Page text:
SOUTHLAND’S regional council is expecting a $3.5 million drop in income in the coming financial year due to the impact of Covid-19 on tourism and income from investments.
Environment Southland (ES) chairman Nicol Horrell said a strong balance sheet and a reduction in spending means council was in a good position to weather the shock, but it would be challenging.
“The largest impact on the Council’s annual income is an expected drop of $2.8 million in marine fees from cruise ships visiting the Southland region, particularly Fiordland.”
A further drop in income of $700,000 was due to an expected reduction in the Council’s investment portfolio as a result of the Covid-19 economic downturn.
“Unfortunately, the drop in income is expected to result in a budget deficit this coming year, with the potential for ongoing deficits through to 2024. The extent of the deficit, however, and the ability of the council to return to a balanced budget by 2025 will depend on council tightly managing its expenditure and leveraging its balance sheet to best effect. Work is well under way to do both and this will be reflected in the detail of the annual plan when it’s finalised,” he said.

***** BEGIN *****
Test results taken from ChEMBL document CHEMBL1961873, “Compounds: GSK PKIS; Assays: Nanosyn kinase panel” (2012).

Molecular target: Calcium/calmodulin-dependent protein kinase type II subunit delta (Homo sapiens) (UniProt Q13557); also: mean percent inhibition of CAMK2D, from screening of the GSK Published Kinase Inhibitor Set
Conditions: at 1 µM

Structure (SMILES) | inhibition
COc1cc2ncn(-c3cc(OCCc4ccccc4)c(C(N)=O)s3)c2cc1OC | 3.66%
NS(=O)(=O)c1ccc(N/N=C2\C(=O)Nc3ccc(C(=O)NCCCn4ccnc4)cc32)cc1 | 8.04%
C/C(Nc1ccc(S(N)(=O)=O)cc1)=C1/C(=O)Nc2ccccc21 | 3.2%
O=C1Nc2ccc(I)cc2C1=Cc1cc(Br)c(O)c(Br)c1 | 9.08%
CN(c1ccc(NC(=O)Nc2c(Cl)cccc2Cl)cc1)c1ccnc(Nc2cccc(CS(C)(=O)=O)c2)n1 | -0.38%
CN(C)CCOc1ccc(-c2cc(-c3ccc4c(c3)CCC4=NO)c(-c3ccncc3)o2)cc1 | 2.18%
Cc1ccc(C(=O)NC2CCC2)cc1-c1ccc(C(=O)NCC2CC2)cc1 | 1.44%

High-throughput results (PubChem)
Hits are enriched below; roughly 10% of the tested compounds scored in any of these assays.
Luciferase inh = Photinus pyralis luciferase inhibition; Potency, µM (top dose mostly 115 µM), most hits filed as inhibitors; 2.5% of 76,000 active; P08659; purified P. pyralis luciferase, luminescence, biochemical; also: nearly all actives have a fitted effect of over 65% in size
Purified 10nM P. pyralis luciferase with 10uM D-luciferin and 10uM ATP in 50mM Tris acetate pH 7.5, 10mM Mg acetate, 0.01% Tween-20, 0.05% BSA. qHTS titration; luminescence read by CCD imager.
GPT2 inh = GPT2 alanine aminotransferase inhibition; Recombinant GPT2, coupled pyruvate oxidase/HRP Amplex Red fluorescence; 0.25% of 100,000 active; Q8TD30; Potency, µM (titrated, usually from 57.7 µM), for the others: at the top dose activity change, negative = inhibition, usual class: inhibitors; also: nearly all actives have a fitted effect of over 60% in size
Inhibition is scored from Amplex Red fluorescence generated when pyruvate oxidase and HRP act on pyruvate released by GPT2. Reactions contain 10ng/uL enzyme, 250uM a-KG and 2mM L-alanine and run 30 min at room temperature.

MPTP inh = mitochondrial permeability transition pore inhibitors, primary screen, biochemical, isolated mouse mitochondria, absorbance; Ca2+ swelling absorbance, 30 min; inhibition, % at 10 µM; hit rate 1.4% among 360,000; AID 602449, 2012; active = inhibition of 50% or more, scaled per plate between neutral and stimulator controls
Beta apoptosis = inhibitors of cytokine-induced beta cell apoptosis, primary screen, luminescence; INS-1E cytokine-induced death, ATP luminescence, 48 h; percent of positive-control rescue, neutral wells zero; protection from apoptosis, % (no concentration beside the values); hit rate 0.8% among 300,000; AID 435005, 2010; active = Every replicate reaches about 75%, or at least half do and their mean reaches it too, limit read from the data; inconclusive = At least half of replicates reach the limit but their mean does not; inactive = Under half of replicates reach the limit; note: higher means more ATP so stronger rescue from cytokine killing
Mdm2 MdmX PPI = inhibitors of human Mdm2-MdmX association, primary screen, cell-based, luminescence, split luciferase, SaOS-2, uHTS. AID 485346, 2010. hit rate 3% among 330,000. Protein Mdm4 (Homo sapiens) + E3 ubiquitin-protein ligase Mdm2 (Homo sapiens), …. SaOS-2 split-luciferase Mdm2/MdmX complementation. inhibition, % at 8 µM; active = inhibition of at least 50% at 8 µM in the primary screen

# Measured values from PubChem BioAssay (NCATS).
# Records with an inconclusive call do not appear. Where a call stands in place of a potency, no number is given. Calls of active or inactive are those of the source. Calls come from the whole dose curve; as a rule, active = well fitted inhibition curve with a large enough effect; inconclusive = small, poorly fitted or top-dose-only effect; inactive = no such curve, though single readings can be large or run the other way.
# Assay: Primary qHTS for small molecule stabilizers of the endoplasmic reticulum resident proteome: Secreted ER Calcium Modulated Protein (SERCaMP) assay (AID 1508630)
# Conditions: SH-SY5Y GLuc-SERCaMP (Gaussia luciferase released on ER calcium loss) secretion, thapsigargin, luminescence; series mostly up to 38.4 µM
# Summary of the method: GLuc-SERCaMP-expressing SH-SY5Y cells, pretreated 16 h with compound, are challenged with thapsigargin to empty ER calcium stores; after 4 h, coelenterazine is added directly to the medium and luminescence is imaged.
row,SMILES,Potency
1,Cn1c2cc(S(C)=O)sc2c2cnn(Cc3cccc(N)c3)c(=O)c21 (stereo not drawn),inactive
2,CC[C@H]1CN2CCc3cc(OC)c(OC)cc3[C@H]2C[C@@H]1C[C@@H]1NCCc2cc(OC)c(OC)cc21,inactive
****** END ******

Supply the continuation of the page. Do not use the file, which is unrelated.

The ES balance sheet comprised assets in land and investments, which needed to be maintained at a reasonable level to ensure it could respond to future emergencies like the floods in the Waiau catchment in December 2019 and the Mataura catchment in February 2020.
Both flood events resulted in Council needing to draw on $2 million of its investment-based reserves to meet the immediate costs of the flood response and subsequent river engineering works not covered by insurance.
ES was working through its medium-term financial approach to ensure it could continue to effectively manage the region’s natural resources, in particular freshwater, and build on the community’s resilience to natural disasters, including maintaining the flood protection network.
ES aimed to adopt its annual plan and associated budget on June 30.